And there is a valid argument that a lot of it claims to represent the up-side of such critiques – the need for a self-empowered, cohesive community, the problems of the free market – but might just as well be the downside. The economy should be directed, at a national level, towards certain “great concepts”; this could be post-war French indicative planning, and might well be, having been written in the 1950s – or it could be a Straussian exercise in National Greatness Conservatism. We should work and care for society; or is it, as one of Crooke’s interviewees says, that “life is not worth living without something worth dying for”?

None of this stuff about “false reconciliation” and “self-pacifying”, materialism, etc, etc, answers E. P. Thompson’s classic attack on “theories that assume that ordinary people are bloody silly“, either. Strangely enough, towards the end of the book, we have a sudden swerve back towards liberalism; freedom is not so bad after all, it turns out, compared with a neoconservatism informed by Leo Strauss.

Curiously, I left the book with a feeling that it had set out to make right-wing Americans feel closer to political Shi’ism.

After some fiddling I got Jamie Zawinski’s Dadadodo, a program which analyses texts using a Markov chain and then generates random sentences based on their content, running. Obviously there was only one way this could go – straight to Melanie Phillips’ blog. I reproduce below the output from the machine, verbatim.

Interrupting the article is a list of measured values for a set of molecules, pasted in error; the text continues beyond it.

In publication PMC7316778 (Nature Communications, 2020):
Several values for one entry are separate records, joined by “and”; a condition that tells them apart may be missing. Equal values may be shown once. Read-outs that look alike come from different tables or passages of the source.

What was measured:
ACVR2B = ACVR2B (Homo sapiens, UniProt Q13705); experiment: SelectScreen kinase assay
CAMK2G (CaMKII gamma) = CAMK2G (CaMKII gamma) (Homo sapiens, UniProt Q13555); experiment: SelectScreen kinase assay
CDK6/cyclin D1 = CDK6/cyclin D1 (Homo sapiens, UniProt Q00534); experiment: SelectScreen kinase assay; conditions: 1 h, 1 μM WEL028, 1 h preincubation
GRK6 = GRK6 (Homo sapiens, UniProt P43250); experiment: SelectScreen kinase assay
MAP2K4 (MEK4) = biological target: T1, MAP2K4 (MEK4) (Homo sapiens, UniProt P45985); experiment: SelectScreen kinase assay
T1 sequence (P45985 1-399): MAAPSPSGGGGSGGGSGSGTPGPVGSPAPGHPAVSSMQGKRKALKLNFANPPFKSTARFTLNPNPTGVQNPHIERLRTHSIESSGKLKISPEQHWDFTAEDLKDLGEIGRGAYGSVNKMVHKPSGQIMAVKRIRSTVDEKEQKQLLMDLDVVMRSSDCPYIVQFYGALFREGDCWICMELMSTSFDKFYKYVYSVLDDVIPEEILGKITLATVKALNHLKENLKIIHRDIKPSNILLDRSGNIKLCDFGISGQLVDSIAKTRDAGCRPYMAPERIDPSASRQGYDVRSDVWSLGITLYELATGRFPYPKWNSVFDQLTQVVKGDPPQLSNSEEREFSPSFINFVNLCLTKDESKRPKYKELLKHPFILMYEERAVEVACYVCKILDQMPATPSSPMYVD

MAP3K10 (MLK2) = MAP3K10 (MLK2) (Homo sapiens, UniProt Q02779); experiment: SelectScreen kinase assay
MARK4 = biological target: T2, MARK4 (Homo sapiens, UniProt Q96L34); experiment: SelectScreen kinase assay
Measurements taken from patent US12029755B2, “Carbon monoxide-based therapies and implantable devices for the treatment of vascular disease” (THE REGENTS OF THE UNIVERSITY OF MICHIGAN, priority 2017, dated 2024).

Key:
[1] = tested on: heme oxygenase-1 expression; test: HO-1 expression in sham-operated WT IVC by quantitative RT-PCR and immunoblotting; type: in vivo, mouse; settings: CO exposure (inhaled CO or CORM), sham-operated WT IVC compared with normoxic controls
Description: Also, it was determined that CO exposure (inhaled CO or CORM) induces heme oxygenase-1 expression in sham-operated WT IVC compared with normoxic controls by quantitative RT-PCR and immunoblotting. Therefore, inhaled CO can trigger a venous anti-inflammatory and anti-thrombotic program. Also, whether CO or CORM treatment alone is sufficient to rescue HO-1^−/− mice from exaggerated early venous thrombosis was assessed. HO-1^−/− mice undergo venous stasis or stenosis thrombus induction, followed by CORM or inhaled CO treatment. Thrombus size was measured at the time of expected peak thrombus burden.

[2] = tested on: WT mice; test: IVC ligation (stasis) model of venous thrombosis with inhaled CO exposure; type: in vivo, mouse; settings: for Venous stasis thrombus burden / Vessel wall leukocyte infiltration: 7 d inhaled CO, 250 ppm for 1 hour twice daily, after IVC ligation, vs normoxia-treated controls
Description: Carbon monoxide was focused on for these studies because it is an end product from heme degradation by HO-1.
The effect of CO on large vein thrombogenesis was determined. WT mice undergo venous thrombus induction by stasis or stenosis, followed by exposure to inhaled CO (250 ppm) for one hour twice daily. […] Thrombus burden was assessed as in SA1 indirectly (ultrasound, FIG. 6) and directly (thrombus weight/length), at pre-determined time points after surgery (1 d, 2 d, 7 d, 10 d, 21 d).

DOCTYPE HTML public Melanie Phillips is: stopped.

We can but wish.

Comments Specialist high Value and eliminating the country and is; sleepwalking towards Israel certainly will most likely carry out a complicated thing. From most by the importance of the importance school in Iraq, rubbish out a society what can surely only be easy.

“Comments specialist, high value and eliminating the country, and is sleepwalking towards Israel” – could anyone dispute this as a characterisation of Melanie Phillips? High value, I agree, is harder to sustain, but it could be as in “high value target”.

Iranian president Bush, being defeated by offering to date, objections to a simplistic manner: which thinks logically and fast. Afghanistan comes A hugely unwarranted risk by the Al Qaeda leadership. Additionally, it used to dig have to man made on Feb. The military and rationally British approaches To kill Beware The truth caught out in stockinged feet once it is her most by our staff Liz suggests email to be easy.

The military and rationally British approaches to kill; I’m thinking Basil Liddell-Hart and the indirect approach here. Note the feet theme – it’ll come up again.